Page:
Nominees: Sandra Adair (“Boyhood”), Joel Cox and Gary D. Roach (“American Sniper”), Tom Cross (“Whiplash”), William Goldenberg (“The Imitation Game”) and Barney Pilling (“The Grand Budapest Hotel”).
Should win: Pilling.
Will win: Adair.
It is really odd to me that “Birdman” doesn’t appear here for its percepted (but not actual) continuous shots following the ensemble in the days leading up to the opening of a play. The American Cinema Editors awarded “Boyhood” and “The Grand Budapest Hotel” with its annual awards in Drama and Comedy/Musical, respectively, and I have a feeling “Boyhood” will pick up the Oscar if it goes for a sweep.
Best Sound Mixing
Nominees: Craig Mann, Ben Wilkins and Thomas Curley (“Whiplash”), John Reitz, Gregg Rudloff and Walt Martin (“American Sniper”), Gary A. Rizzo, Gregg Landaker and Mark Weingarten (“Interstellar”), Jon Taylor, Frank A. Montano and David Lee (“Unbroken”) and Jon Taylor, Frank A. Montano and Thomas Varga (“Birdman”).
Should win: The “Birdman” team.
Will win: The “American Sniper” team.
War movies tend to dominate this category, so it would not be surprising to see “American Sniper” or “Unbroken” win here. If neither of them do, “Birdman” will be the winner in a sweep of some of the technical Oscars.
Best Sound Editing
Nominees: Brent Burge and Jason Canovas (“The Hobbit: The Battle of the Five Armies”), Martin Hernandez and Aaron Glascock (“Birdman”), Richard King (“Interstellar”), Alan Robert Murray and Bub Asman (“American Sniper”) and Becky Sullivan and Andrew DeCristofaro (“Unbroken”).
Should win: The “Birdman” team.
Will win: The “American Sniper” team.
“American Sniper” might be a two-time Oscar winner on Sunday thanks to these technical categories, but both the “Birdman” and “Interstellar” sound editing nominees appear to be giving the war film a run for its money.
Nominees: Alexandre Desplat (“The Grand Budapest Hotel”), Alexandre Desplat (“The Imitation Game”), Johann Johannsson (“The Theory of Everything”), Gary Yerson (“Mr. Turner”) and Hans Zimmer (“Interstellar”).
Should win: Zimmer.
Will win: Johannsson.
The biggest snubs of the Oscar nominations were the mind-boggling omissions of both “Gone Girl” and “Birdman” in this category. Along with the visual effects, one of the standout aspects of “Interstellar” was its score. But Johannsson seems to be picking up quite a few trophies in this category (including the Golden Globe), so look for him to win the Oscar.
Best Original Song
Nominees: “Everything Is Awesome” by Shawn Patterson (“The Lego Movie”), “Glory” by John Stephens and Lonnie Lynn (“Selma”), “Grateful” by Diane Warren (“Beyond the Lights”), “I’m Not Gonna Miss You” by Glen Campbell and Julian Raymond (“Glen Campbell… I’ll Be Me”) and “Lost Stars” by Gregg Alexander and Danielle Brisebois (“Begin Again”).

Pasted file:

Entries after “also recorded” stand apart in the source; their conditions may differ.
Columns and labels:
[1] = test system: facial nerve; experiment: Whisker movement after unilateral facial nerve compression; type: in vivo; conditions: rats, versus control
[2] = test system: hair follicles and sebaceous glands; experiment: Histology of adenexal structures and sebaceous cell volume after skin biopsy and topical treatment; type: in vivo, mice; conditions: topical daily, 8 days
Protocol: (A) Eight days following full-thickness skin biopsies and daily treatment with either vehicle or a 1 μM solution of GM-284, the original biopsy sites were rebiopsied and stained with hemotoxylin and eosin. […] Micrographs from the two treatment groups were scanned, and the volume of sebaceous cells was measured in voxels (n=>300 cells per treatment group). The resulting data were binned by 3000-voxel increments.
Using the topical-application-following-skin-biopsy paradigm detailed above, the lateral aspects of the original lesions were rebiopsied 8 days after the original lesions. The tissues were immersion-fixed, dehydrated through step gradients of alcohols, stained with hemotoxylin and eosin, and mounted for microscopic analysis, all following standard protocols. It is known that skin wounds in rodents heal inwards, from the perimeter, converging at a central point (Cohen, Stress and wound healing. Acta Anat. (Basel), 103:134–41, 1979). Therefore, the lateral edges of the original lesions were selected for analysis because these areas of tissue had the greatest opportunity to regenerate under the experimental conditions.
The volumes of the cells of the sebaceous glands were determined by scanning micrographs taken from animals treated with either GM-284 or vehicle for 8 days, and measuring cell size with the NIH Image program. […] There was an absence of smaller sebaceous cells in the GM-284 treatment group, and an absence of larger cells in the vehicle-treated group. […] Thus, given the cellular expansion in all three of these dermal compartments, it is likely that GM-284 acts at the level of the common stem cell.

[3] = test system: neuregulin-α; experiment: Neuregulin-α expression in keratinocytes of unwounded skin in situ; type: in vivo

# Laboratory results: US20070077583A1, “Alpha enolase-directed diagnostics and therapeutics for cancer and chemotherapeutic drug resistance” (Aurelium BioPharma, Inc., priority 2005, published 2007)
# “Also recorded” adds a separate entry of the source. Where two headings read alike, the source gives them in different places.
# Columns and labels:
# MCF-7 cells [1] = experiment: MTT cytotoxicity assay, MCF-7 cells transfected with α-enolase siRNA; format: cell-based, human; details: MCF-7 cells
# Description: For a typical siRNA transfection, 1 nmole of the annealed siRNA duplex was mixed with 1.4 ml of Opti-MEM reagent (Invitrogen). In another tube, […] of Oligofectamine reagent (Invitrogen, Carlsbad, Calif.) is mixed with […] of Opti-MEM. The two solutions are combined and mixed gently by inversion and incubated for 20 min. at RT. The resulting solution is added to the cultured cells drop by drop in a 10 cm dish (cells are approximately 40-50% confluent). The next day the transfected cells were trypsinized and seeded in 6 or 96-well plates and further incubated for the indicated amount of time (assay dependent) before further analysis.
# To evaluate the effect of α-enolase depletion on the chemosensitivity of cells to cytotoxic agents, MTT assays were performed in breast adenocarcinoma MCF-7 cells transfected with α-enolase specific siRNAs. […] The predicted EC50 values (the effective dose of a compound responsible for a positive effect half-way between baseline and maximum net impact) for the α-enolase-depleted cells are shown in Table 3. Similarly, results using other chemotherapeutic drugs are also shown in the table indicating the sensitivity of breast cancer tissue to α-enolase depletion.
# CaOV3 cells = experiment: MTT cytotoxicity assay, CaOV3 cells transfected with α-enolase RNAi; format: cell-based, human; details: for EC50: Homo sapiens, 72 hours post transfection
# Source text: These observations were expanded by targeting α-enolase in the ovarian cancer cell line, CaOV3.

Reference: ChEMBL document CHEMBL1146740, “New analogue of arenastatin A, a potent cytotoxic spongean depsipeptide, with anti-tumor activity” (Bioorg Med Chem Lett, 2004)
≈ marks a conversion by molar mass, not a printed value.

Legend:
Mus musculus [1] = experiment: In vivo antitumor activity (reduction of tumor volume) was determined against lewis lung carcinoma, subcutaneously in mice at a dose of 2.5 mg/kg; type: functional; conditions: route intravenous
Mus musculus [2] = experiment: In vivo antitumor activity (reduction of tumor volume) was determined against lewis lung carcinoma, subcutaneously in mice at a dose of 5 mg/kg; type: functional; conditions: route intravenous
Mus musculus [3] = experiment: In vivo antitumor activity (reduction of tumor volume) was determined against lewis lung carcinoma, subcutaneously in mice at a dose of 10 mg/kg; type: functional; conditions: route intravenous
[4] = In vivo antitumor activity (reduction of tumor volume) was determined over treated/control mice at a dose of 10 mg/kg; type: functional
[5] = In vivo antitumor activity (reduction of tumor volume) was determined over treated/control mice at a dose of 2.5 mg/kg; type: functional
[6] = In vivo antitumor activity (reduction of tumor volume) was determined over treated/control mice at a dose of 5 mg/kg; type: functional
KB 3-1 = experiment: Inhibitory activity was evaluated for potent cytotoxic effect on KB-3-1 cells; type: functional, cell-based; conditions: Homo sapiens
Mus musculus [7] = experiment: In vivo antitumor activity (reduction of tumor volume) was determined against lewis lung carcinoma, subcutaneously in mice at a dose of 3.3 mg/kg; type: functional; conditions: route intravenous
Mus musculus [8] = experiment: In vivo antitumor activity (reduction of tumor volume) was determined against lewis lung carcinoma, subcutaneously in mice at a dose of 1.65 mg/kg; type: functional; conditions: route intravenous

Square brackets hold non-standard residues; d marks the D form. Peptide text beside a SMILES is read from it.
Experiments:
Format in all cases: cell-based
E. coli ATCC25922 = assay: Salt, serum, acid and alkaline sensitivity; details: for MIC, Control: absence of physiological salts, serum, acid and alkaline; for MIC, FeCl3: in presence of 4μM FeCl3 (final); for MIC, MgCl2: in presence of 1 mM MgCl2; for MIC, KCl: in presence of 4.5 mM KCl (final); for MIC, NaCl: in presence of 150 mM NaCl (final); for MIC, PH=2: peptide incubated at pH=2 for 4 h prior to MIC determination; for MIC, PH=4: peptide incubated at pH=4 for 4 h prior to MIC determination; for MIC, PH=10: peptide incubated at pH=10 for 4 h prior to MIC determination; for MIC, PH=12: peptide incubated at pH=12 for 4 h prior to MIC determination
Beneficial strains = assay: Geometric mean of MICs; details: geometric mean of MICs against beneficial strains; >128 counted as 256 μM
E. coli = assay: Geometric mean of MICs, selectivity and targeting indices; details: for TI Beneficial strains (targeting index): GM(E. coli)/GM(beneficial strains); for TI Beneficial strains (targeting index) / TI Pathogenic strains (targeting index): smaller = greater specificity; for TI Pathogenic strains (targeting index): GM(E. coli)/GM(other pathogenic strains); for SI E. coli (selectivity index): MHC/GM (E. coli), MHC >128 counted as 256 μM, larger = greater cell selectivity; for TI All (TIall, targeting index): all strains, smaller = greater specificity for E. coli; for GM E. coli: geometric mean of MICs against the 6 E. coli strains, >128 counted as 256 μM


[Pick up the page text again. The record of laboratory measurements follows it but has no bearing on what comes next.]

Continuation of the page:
Should and will win: “Glory.”
The snubs for “Selma” in the directing and acting categories were another mind-boggling moment when the nominations were announced, but it is pretty much guaranteed that the writers of “Glory” will win the Best Original Song Oscar.
Best Animated Short
Nominees: “The Bigger Picture,” “The Dam Keeper,” “Feast,” “Me and My Moulton” and “A Single Life.”
Should and will win: “Feast.”
“Feast” delighted viewers and critics alike when it played ahead of “Big Hero 6” this fall, so it should come as no surprise that it is the front-runner to win the Best Animated Short Oscar.
Best Live-Action Short
Nominees: “Aya,” “Boogaloo and Graham,” “Butter Lamp,” “Parvaneh” and “The Phone Call.”
Will win: “The Phone Call.”
“The Phone Call” is the front-runner here, thanks in part to performances by previous Oscar nominee Sally Hawkins and previous Oscar winner Jim Broadbent.
Best Documentary Short
Nominees: “Crisis Hotline: Veterans Press 1,” “Joanna,” “Our Curse,” “The Reaper” and “White Earth.”
Should win: “White Earth.”
Will win: “Crisis Hotline: Veterans Press 1.”
Because I live in North Dakota, I feel like I should root for “White Earth,” which is centered on the oil boom in the western part of the state. However, it looks as though “Crisis Hotline: Veterans Press 1,” which HBO debuted in November for Veterans’ Day, is favored to win the Oscar.
Join staff members from the Herald and the Forum of Fargo-Moorhead as we live blog the Academy Awards on Sunday, starting with red carpet coverage at 6 p.m. and continuing until the telecast (beginning at 7 p.m. on ABC) is complete.